Bob Wagner | From Software Engineering to Soloist

Bob Wagner | From Software Engineering to Soloist

We all love a good story. From software engineering to soloist at Carnegie Hall, trumpeter Bob Wagner also plays the ultimate Renaissance man.

By Rachel Watkins

It’s rather apropos that trumpeter, bandleader, and speaker Bob Wagner has both a music and technology background—given it was YouTube that led to one of his most pivotal career moments to date. When he uploaded a video of himself performing the piccolo solo for the Beatles’ “Penny Lane,” little did he know that he would wind up playing with Beatlemania Now and then take his solo all the way to Carnegie Hall with the Liverpool Legends.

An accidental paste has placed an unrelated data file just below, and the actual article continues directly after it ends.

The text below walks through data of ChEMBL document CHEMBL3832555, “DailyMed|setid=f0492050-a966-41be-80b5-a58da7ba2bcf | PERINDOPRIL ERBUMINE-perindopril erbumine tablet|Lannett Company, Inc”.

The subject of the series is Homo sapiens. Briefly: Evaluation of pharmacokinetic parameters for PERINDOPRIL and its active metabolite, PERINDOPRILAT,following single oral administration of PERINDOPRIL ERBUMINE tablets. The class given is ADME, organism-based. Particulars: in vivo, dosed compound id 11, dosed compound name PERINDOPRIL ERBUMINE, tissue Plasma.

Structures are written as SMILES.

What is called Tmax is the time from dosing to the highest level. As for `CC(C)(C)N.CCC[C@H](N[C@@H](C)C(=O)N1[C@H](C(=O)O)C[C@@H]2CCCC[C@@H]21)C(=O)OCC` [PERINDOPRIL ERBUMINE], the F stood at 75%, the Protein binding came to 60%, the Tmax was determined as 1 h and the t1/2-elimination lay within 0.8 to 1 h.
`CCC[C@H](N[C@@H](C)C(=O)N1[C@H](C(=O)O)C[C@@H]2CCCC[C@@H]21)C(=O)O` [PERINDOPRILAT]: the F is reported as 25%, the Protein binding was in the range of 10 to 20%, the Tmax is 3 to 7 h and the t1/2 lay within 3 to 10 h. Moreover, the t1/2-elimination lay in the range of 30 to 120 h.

Not only was it a momentous performance at Carnegie, it merely cemented Bob’s decision to take his passion for music to a full-time endeavor. With an electrical engineering and music degree from Lehigh University, Bob spent 20 years serving both masters—that is, until 2011, when he said sayonara to the software world.

We recently spoke with the Philadelphia-based multitalented freelance musician, as he is in the final throes of wrapping his latest venture—a solo recording, which debuts in January 2018. But, what we discovered is that no matter what he’s working on, it’s truly about pursuing artistry at the highest level for Bob—and that’s what guides his every move.

Here’s what else he had to say.


You really are quite the modern Renaissance man—music and band-leading, writing, inspirational speaking and lectures, electrical engineering. What don’t you do?!